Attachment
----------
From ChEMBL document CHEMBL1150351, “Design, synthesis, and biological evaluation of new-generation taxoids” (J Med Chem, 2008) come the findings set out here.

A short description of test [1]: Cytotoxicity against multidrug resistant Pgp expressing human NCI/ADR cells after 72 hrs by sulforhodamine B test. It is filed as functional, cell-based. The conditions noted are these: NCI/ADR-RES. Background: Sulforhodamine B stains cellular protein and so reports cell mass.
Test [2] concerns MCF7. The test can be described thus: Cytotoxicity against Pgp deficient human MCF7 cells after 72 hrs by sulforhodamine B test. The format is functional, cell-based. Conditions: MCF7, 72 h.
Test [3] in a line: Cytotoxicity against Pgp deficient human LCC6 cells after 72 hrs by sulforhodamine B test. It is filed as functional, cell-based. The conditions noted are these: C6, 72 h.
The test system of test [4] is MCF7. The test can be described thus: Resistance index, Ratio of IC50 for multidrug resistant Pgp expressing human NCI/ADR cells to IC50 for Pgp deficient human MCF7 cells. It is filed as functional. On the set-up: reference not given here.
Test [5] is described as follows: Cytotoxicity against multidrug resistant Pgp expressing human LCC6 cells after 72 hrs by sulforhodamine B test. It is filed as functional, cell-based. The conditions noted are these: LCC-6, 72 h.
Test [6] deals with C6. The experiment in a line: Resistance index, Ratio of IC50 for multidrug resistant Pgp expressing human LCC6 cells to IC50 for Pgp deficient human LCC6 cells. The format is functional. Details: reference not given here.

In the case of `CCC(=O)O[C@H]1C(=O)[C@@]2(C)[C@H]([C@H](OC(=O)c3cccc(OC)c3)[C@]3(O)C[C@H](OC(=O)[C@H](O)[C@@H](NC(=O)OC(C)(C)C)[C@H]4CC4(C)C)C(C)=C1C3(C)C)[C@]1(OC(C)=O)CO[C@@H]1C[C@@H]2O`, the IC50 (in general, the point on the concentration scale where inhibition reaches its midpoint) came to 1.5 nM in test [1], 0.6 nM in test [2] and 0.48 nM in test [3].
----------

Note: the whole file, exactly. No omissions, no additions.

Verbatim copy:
From ChEMBL document CHEMBL1150351, “Design, synthesis, and biological evaluation of new-generation taxoids” (J Med Chem, 2008) come the findings set out here.

A short description of test [1]: Cytotoxicity against multidrug resistant Pgp expressing human NCI/ADR cells after 72 hrs by sulforhodamine B test. It is filed as functional, cell-based. The conditions noted are these: NCI/ADR-RES. Background: Sulforhodamine B stains cellular protein and so reports cell mass.
Test [2] concerns MCF7. The test can be described thus: Cytotoxicity against Pgp deficient human MCF7 cells after 72 hrs by sulforhodamine B test. The format is functional, cell-based. Conditions: MCF7, 72 h.
Test [3] in a line: Cytotoxicity against Pgp deficient human LCC6 cells after 72 hrs by sulforhodamine B test. It is filed as functional, cell-based. The conditions noted are these: C6, 72 h.
The test system of test [4] is MCF7. The test can be described thus: Resistance index, Ratio of IC50 for multidrug resistant Pgp expressing human NCI/ADR cells to IC50 for Pgp deficient human MCF7 cells. It is filed as functional. On the set-up: reference not given here.
Test [5] is described as follows: Cytotoxicity against multidrug resistant Pgp expressing human LCC6 cells after 72 hrs by sulforhodamine B test. It is filed as functional, cell-based. The conditions noted are these: LCC-6, 72 h.
Test [6] deals with C6. The experiment in a line: Resistance index, Ratio of IC50 for multidrug resistant Pgp expressing human LCC6 cells to IC50 for Pgp deficient human LCC6 cells. The format is functional. Details: reference not given here.

In the case of `CCC(=O)O[C@H]1C(=O)[C@@]2(C)[C@H]([C@H](OC(=O)c3cccc(OC)c3)[C@]3(O)C[C@H](OC(=O)[C@H](O)[C@@H](NC(=O)OC(C)(C)C)[C@H]4CC4(C)C)C(C)=C1C3(C)C)[C@]1(OC(C)=O)CO[C@@H]1C[C@@H]2O`, the IC50 (in general, the point on the concentration scale where inhibition reaches its midpoint) came to 1.5 nM in test [1], 0.6 nM in test [2] and 0.48 nM in test [3].